And I have no doubt that it will be so. Up to the present, man has been, to a certain extent, the slave of machinery, and there is something tragic in the fact that as soon as man had invented a machine to do his work he began to starve. This, however, is, of course, the result of our property system and our system of competition. One man owns a machine which does the work of five hundred men. Five hundred men are, in consequence, thrown out of employment, and, having no work to do, become hungry and take to thieving. The one man secures the produce of the machine and keeps it, and has five hundred times as much as he should have, and probably, which is of much more importance, a great deal more than he really wants. Were that machine the property of all, every one would benefit by it. It would be an immense advantage to the community.

All unintellectual labour, all monotonous, dull labour, all labour that deals with dreadful things, and involves unpleasant conditions, must be done by machinery. Machinery must work for us in coal mines, and do all sanitary services, and be the stoker of steamers, and clean the streets, and run messages on wet days, and do anything that is tedious or distressing. At present machinery competes against man. Under proper conditions machinery will serve man. There is no doubt at all that this is the future of machinery, and just as trees grow while the country gentleman is asleep, so while Humanity will be amusing itself, or enjoying cultivated leisure which, and not labour, is the aim of man -- or making beautiful things, or reading beautiful things, or simply contemplating the world with admiration and delight, machinery will be doing all the necessary and unpleasant work. The fact is, that civilisation requires slaves. The Greeks were quite right there. Unless there are slaves to do the ugly, horrible, uninteresting work, culture and contemplation become almost impossible. Human slavery is wrong, insecure, and demoralising. On mechanical slavery, on the slavery of the machine, the future of the world depends.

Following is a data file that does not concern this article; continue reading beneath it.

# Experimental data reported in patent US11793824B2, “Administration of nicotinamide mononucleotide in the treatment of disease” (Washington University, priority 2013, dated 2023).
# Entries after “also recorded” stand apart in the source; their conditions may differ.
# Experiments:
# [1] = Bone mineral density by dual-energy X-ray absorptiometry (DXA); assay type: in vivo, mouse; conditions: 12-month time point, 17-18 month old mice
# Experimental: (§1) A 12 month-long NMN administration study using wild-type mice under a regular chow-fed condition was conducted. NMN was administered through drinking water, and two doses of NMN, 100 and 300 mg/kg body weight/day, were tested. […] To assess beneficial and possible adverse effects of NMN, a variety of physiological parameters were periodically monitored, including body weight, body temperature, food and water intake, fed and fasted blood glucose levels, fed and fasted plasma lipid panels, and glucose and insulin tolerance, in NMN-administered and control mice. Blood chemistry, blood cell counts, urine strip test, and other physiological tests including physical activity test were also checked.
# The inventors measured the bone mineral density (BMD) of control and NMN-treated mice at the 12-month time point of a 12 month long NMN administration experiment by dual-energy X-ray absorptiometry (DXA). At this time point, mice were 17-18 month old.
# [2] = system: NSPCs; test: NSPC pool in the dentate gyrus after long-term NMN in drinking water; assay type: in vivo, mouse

Oscar Wilde

Thursday, November 13, 2008

Anti-Wage-Slavery, Pro-Freedom Quotations Of The Week 284-285

If, like me, you go to work each morning and sit in front of a desk, you belong in the professional lineage of Sisyphus, the mythical figure damned to roll a massive boulder up a mountain, only to do it all over again when the rock rolls back down. After all, do you really make any substantial difference from your cubicle? Even if you carry a lot of weight in your office, does it matter, in the big picture, if you move 10 percent more units this quarter than the last? For anyone living a conscious life, office culture inevitably brings the onset of a mild sort of existential despair. Call it the blahs if you’d like: What am I doing? Am I just flushing 40 hours a week down the toilet? And unless you’re a heart surgeon or something, the answer is generally a resounding “yes.”

But you need that paycheck. You need those benefits. Your only hope, then, is to live in the moment, keep at it as an animal might, with consciousness tethered securely to the present. Don’t think about pushing that rock back up the mountain, about the brown-nosing yes-men eclipsing you, about the dehumanizing nonsense that presses in on every side, the petty tyrants in upper management using you as a salve for their shabby, wounded egos. Shut all that out. Just keep at it, left foot, right foot, left foot, right foot, moving cell by cell across that endless spreadsheet.
The Drone Ranger
by Franklin Schneider
Washington City Paper
Aug. 26–Sept. 1, 2005

It seems to me that what you're advocating in BEYOND CIVILIZATION is that people live as parasites on civilization. I can't see what this has to do with living harmlessly.

Daniel Quinn: